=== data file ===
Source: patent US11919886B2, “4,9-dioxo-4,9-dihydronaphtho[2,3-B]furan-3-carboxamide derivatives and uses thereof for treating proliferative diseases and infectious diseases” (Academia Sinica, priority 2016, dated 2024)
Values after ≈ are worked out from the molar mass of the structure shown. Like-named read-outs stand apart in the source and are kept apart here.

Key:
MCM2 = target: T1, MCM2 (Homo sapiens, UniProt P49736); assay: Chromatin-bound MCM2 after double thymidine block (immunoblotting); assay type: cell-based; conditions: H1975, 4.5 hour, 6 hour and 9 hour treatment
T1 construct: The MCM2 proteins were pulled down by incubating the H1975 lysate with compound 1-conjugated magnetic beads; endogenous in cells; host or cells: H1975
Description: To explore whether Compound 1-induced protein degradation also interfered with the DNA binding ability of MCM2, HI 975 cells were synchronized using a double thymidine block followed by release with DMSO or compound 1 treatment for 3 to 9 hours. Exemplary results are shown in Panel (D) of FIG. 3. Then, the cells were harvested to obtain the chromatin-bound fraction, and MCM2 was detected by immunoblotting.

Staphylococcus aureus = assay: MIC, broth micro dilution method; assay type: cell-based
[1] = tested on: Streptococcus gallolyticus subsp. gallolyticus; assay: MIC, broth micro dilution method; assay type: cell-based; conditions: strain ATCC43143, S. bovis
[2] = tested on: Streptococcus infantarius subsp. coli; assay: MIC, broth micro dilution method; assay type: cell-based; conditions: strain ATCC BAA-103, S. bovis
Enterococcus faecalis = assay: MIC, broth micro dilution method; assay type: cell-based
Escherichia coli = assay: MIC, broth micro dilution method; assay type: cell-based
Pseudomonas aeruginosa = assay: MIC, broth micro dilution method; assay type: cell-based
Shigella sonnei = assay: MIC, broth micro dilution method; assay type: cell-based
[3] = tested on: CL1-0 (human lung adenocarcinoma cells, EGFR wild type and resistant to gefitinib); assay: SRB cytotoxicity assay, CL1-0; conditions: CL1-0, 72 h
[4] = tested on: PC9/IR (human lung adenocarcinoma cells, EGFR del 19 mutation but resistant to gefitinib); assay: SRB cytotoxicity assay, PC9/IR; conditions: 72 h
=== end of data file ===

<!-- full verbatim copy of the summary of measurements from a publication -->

Source: patent US11919886B2, “4,9-dioxo-4,9-dihydronaphtho[2,3-B]furan-3-carboxamide derivatives and uses thereof for treating proliferative diseases and infectious diseases” (Academia Sinica, priority 2016, dated 2024)
Values after ≈ are worked out from the molar mass of the structure shown. Like-named read-outs stand apart in the source and are kept apart here.

Key:
MCM2 = target: T1, MCM2 (Homo sapiens, UniProt P49736); assay: Chromatin-bound MCM2 after double thymidine block (immunoblotting); assay type: cell-based; conditions: H1975, 4.5 hour, 6 hour and 9 hour treatment
T1 construct: The MCM2 proteins were pulled down by incubating the H1975 lysate with compound 1-conjugated magnetic beads; endogenous in cells; host or cells: H1975
Description: To explore whether Compound 1-induced protein degradation also interfered with the DNA binding ability of MCM2, HI 975 cells were synchronized using a double thymidine block followed by release with DMSO or compound 1 treatment for 3 to 9 hours. Exemplary results are shown in Panel (D) of FIG. 3. Then, the cells were harvested to obtain the chromatin-bound fraction, and MCM2 was detected by immunoblotting.

Staphylococcus aureus = assay: MIC, broth micro dilution method; assay type: cell-based
[1] = tested on: Streptococcus gallolyticus subsp. gallolyticus; assay: MIC, broth micro dilution method; assay type: cell-based; conditions: strain ATCC43143, S. bovis
[2] = tested on: Streptococcus infantarius subsp. coli; assay: MIC, broth micro dilution method; assay type: cell-based; conditions: strain ATCC BAA-103, S. bovis
Enterococcus faecalis = assay: MIC, broth micro dilution method; assay type: cell-based
Escherichia coli = assay: MIC, broth micro dilution method; assay type: cell-based
Pseudomonas aeruginosa = assay: MIC, broth micro dilution method; assay type: cell-based
Shigella sonnei = assay: MIC, broth micro dilution method; assay type: cell-based
[3] = tested on: CL1-0 (human lung adenocarcinoma cells, EGFR wild type and resistant to gefitinib); assay: SRB cytotoxicity assay, CL1-0; conditions: CL1-0, 72 h
[4] = tested on: PC9/IR (human lung adenocarcinoma cells, EGFR del 19 mutation but resistant to gefitinib); assay: SRB cytotoxicity assay, PC9/IR; conditions: 72 h